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Evaluations & Procedure Training

Success has to do with deliberate practice. Practice must be focused, determined, and in an environment where there is feedback.” -Malcolm Gladwell

Practice doesn’t make perfect, practice makes permanent. That is why deliberate practice, in which feedback on performance is used to guide improvement, is so important. Having robust assessment systems that are focused on learner improvement are key to developing mastery. This is the over-arching philosophy of our assessment and procedure training systems.

Resident Assessment

At UC you will benefit from one of the most robust GME assessment and feedback systems in the world.1-5 Residents receive assessments from multiple sources - attendings, peers, nurses, other allied health professionals, and students. Our focus is on using assessment data for formative purposes (assessment FOR learning) rather than only using it for summative purposes (assessment OF learning). Our residents meet with program leadership to review their data, set goals, and develop personalized improvement plans to become the best physician possible.

Procedure Training

procedure-mp-photoIt has become clear that "see one, do one, teach one" is a flawed approach to procedure training that is not optimal for patients or trainees.6,7 Therefore, we have begun developing systems of procedure training based on sound procedural and assessment principles.8 We ensure that our residents meet the ACGME procedure requirements, while striving to be flexible and meet each resident’s individual procedural training needs.

  • There are simulation labs at both the College of Medicine, VA Medical Center, and Cincinnati Children’s Hospital Medical Center where the residents are provided with many opportunities to learn.
  • Residents have opportunities to perform procedures on numerous inpatient rotations (general wards, CVICU, MICU, PICU, NICU, ED) as well as in Med-Peds clinic.
  • Focused procedural experiences include procedure shifts in the Pediatric ED, an advanced MICU elective, and a point of care ultrasound (POCUS) elective.


  1. Warm EJ. Observable Practice Activity Assessment System
  2. Warm EJ, Mathis BR, Held JD, et al. Entrustment and mapping of observable practice activities for resident assessment. Journal of general internal medicine. 2014;29(8):1177-1182.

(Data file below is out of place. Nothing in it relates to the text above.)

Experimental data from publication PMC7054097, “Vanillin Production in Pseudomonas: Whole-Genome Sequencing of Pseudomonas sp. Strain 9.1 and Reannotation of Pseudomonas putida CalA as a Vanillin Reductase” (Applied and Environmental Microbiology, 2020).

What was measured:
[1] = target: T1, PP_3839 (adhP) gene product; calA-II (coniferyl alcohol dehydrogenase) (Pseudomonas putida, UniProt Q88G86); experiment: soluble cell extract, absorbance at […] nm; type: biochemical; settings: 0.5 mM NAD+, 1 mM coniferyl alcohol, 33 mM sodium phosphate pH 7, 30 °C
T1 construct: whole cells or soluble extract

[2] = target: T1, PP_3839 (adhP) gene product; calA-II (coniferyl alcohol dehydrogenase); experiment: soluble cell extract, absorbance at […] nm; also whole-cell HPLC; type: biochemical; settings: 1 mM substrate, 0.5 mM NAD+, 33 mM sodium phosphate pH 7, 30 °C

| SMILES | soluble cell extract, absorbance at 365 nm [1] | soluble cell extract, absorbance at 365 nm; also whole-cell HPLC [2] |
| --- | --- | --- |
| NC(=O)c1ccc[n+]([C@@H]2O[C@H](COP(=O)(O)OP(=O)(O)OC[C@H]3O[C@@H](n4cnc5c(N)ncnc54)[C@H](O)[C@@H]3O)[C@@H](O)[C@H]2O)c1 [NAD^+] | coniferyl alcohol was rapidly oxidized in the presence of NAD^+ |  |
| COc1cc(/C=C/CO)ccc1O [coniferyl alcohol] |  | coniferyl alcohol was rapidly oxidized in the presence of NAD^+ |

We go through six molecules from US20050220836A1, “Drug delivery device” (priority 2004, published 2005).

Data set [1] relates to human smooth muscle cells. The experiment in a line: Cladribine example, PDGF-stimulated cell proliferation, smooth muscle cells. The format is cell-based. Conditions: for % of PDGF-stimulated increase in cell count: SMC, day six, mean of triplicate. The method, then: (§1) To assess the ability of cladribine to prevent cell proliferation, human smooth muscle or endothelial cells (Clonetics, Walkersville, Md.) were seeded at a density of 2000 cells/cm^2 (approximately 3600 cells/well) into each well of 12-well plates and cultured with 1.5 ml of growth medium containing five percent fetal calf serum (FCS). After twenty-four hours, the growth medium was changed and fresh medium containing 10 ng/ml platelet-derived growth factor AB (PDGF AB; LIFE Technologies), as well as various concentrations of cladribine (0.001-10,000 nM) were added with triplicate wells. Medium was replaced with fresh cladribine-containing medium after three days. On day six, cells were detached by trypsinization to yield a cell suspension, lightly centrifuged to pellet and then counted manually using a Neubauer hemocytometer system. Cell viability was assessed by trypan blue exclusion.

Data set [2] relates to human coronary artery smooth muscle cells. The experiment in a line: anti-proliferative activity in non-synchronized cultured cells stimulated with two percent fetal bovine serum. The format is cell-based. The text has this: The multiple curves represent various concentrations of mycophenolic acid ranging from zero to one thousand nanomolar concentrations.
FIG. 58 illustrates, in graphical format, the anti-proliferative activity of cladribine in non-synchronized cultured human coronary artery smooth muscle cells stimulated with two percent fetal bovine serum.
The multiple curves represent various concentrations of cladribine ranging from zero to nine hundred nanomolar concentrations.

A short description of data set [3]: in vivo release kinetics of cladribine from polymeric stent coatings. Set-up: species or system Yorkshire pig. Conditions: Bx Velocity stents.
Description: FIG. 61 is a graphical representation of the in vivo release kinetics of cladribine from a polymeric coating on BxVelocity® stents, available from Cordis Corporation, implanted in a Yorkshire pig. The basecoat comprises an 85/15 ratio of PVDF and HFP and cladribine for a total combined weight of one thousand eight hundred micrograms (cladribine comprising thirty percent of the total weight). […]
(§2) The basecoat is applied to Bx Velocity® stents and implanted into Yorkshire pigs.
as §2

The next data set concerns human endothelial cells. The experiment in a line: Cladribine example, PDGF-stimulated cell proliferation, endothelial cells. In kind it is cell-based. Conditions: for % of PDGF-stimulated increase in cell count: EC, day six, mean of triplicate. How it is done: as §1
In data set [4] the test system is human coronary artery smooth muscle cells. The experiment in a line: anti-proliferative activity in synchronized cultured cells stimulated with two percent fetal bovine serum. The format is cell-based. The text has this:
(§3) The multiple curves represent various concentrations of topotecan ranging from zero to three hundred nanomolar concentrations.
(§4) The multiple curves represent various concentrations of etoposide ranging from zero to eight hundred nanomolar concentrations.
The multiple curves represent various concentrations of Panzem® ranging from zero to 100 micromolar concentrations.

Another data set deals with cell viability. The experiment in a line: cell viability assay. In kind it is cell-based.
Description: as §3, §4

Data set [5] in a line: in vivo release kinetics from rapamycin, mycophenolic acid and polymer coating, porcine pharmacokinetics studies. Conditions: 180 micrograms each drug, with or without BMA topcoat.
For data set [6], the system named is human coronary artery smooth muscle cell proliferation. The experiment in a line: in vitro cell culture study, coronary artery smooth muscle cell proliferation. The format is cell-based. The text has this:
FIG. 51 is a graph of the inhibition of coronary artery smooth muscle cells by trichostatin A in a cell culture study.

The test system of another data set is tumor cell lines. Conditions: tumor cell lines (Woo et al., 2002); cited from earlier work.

3. Warm EJ, Held J, Hellman M, et al. Entrusting Observable Practice Activities and Milestones Over the 36 Months of an Internal Medicine Residency. Academic Medicine. 2016;91(10):1398-1405.
  4. Kinnear B, Bensman R, Held J, O'Toole J, Schauer D, Warm E. Critical Deficiency Ratings in Milestone Assessment: A Review and Case Study. Academic medicine : journal of the Association of American Medical Colleges. 2017;92(6):820-826.
  5. Warm EJ, Kelleher M, Kinnear B, Sall D. Feedback on Feedback as a Faculty Development Tool. Journal of graduate medical education. 2018;In press.
  6. Sawyer T, White M, Zaveri P, et al. Learn, see, practice, prove, do, maintain: an evidence-based pedagogical framework for procedural skill training in medicine. Academic medicine : journal of the Association of American Medical Colleges. 2015;90(8):1025-1033.
  7. Wigger G, Kelleher M, Kinnear B, O'Toole J, Warm EJ, Sall D. Paracentesis Simulation: A Comprehensive Approach to Procedural Education. Accepted for publication and in press for MedEdPORTAL, July 2018.
  8. Sall D, Kelleher M, Kinnear B, Warm EJ, O'Toole J. A Single Method of Assessment is Not Enough: Development, Pilot Testing and Validity Evidence for a Novel Paracentesis Competency Assessment Tool. Under revision.

Jennifer K. O'Toole, MD, MEd, SFHM
Program Director
Phone: 513-558-4074

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Department of
Internal Medicine

Medical Sciences Building Room 6065
231 Albert Sabin Way
PO Box 670557
Cincinnati, OH 45267-0557

Phone: 513-558-4231
Fax: 513-558-0852